Pain and Gain – How Athletes Can Manage and Overcome Pain

Pain is inevitable, but suffering is optional.’ So goes a well-known but anonymous quote. For many athletes, pain is a normal everyday experience and success is often achieved in spite of pain. But what’s the best strategy for coping with and overcoming pain and how can athletes distinguish between benign and potentially damaging pain?

How do some people shrug off a painful injury? Remember that following an acute injury, such as an ankle sprain, pain receptors are first stimulated by the mechanical stress and strain placed upon the tissue. ‘Inflammatory soup’ soon floods the tissue leading to peripheral sensitisation. Several hours later, similar chemicals will also lead to spinal modulation. Pain and sensitivity to movement and pressure increase over a period of a few hours; the time between the transition from the original mechanical pain (which may pass) to the maximum sensitised state may provide athletes with a ‘window of opportunity’ to shrug off their pain and continue competing.

However, this mechanism is probably only the tip of the iceberg. When you are totally focused on your opponent, or consumed by the contest, supra-spinal and spinal modulation may act to inhibit the transmission or limit the awareness of the pain signal. We’ve all heard stories of sportsmen and women who have continued despite an injury which (theoretically) should have caused them to stop: a boxer with a broken hand, rugby players with torn ligaments, a long jumper with a strained hamstring etc. In the cut and thrust of competition, the pain system can ‘shut the gate’, and athletes are able to continue in spite of injured tissue. However, once your attention is drawn back to the acute pain (particularly following competition), awareness of the pain becomes strong again, especially if this also coincides with an increase in peripheral and spinal modulation. So, should you ignore pain and try to shrug off an injury?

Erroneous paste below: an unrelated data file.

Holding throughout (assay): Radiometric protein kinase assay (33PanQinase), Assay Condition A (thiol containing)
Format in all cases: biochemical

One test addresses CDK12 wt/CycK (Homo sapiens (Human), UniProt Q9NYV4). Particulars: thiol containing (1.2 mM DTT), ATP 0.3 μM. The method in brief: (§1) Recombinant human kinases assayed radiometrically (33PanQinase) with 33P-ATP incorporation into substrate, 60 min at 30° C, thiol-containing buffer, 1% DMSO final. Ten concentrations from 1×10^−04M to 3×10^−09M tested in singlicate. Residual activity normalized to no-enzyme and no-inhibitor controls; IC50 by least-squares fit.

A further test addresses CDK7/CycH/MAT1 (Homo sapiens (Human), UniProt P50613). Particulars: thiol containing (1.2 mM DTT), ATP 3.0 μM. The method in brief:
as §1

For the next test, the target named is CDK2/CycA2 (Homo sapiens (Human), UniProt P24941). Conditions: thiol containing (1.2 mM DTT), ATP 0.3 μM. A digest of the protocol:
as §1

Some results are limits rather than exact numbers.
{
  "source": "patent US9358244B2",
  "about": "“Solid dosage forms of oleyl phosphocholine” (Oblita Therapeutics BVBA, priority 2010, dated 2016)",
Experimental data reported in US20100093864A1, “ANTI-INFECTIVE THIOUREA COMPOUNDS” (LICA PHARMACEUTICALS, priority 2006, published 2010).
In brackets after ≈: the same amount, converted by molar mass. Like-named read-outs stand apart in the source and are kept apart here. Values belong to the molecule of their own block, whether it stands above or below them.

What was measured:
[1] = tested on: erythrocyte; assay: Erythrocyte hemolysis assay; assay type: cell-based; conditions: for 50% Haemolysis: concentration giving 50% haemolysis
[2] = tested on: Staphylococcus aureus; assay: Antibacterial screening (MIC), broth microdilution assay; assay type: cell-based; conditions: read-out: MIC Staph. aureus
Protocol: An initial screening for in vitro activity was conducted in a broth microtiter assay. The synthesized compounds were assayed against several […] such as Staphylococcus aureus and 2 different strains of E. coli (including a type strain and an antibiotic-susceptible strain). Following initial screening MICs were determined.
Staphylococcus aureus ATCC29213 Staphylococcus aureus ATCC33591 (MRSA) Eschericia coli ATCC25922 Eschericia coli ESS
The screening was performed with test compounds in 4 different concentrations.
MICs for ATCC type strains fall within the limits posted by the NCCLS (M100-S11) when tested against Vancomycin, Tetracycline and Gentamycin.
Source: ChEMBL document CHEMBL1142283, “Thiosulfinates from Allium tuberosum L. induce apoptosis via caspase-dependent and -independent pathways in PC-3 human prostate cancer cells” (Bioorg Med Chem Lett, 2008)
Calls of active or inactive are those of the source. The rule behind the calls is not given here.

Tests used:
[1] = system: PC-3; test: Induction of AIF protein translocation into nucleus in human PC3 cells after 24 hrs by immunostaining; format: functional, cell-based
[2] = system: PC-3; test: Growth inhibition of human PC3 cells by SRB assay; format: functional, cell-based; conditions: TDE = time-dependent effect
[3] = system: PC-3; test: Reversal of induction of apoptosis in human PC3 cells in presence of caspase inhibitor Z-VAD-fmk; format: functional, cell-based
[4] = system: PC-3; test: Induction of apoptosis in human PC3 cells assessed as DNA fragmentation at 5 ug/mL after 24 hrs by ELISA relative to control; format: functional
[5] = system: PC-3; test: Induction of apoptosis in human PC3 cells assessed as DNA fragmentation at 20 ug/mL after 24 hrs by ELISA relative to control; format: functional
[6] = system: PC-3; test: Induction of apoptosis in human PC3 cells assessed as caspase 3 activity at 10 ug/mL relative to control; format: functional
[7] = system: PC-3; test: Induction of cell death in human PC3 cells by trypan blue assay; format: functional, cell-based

Acute sensitisation is a normal, helpful process to encourage you to stop using the injured tissue and avoid further damage. It might be helpful to ask yourself the 3 C questions listed below. There are a few other questions, which are perhaps even more important. We’ll get to these another time. But remember, acute pain usually occurs for a good reason. It makes sense to seek professional advice as soon as you can. Sometimes people can overcome acute pain and continue to compete, but that doesn’t necessarily make it a wise decision!

REMEMBER the 3 C’s:

Can you cope with the pain?

Are you able to contribute a meaningful performance?

What are the consequences of continuing?